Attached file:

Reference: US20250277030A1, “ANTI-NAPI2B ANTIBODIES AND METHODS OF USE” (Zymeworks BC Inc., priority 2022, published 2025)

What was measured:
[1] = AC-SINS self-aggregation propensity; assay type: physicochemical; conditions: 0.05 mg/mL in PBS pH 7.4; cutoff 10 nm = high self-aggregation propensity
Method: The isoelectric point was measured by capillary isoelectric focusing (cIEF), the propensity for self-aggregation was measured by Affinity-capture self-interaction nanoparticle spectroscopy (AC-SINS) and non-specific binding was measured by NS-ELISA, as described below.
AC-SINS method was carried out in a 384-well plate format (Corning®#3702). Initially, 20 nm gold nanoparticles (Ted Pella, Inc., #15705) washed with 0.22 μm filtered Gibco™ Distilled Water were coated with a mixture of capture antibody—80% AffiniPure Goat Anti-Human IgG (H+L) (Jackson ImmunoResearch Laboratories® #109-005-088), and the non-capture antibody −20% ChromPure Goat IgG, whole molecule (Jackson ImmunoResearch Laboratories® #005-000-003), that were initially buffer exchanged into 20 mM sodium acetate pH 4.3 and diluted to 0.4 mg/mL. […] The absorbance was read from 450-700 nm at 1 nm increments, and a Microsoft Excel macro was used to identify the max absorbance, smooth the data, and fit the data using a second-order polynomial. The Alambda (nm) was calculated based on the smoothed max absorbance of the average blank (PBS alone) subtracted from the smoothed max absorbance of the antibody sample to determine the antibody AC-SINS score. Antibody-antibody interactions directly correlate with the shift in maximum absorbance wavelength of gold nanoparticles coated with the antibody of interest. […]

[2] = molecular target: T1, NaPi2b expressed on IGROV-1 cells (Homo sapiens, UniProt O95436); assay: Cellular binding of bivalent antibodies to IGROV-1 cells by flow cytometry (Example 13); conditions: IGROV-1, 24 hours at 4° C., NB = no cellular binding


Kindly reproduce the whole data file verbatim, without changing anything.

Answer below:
Reference: US20250277030A1, “ANTI-NAPI2B ANTIBODIES AND METHODS OF USE” (Zymeworks BC Inc., priority 2022, published 2025)

What was measured:
[1] = AC-SINS self-aggregation propensity; assay type: physicochemical; conditions: 0.05 mg/mL in PBS pH 7.4; cutoff 10 nm = high self-aggregation propensity
Method: The isoelectric point was measured by capillary isoelectric focusing (cIEF), the propensity for self-aggregation was measured by Affinity-capture self-interaction nanoparticle spectroscopy (AC-SINS) and non-specific binding was measured by NS-ELISA, as described below.
AC-SINS method was carried out in a 384-well plate format (Corning®#3702). Initially, 20 nm gold nanoparticles (Ted Pella, Inc., #15705) washed with 0.22 μm filtered Gibco™ Distilled Water were coated with a mixture of capture antibody—80% AffiniPure Goat Anti-Human IgG (H+L) (Jackson ImmunoResearch Laboratories® #109-005-088), and the non-capture antibody −20% ChromPure Goat IgG, whole molecule (Jackson ImmunoResearch Laboratories® #005-000-003), that were initially buffer exchanged into 20 mM sodium acetate pH 4.3 and diluted to 0.4 mg/mL. […] The absorbance was read from 450-700 nm at 1 nm increments, and a Microsoft Excel macro was used to identify the max absorbance, smooth the data, and fit the data using a second-order polynomial. The Alambda (nm) was calculated based on the smoothed max absorbance of the average blank (PBS alone) subtracted from the smoothed max absorbance of the antibody sample to determine the antibody AC-SINS score. Antibody-antibody interactions directly correlate with the shift in maximum absorbance wavelength of gold nanoparticles coated with the antibody of interest. […]

[2] = molecular target: T1, NaPi2b expressed on IGROV-1 cells (Homo sapiens, UniProt O95436); assay: Cellular binding of bivalent antibodies to IGROV-1 cells by flow cytometry (Example 13); conditions: IGROV-1, 24 hours at 4° C., NB = no cellular binding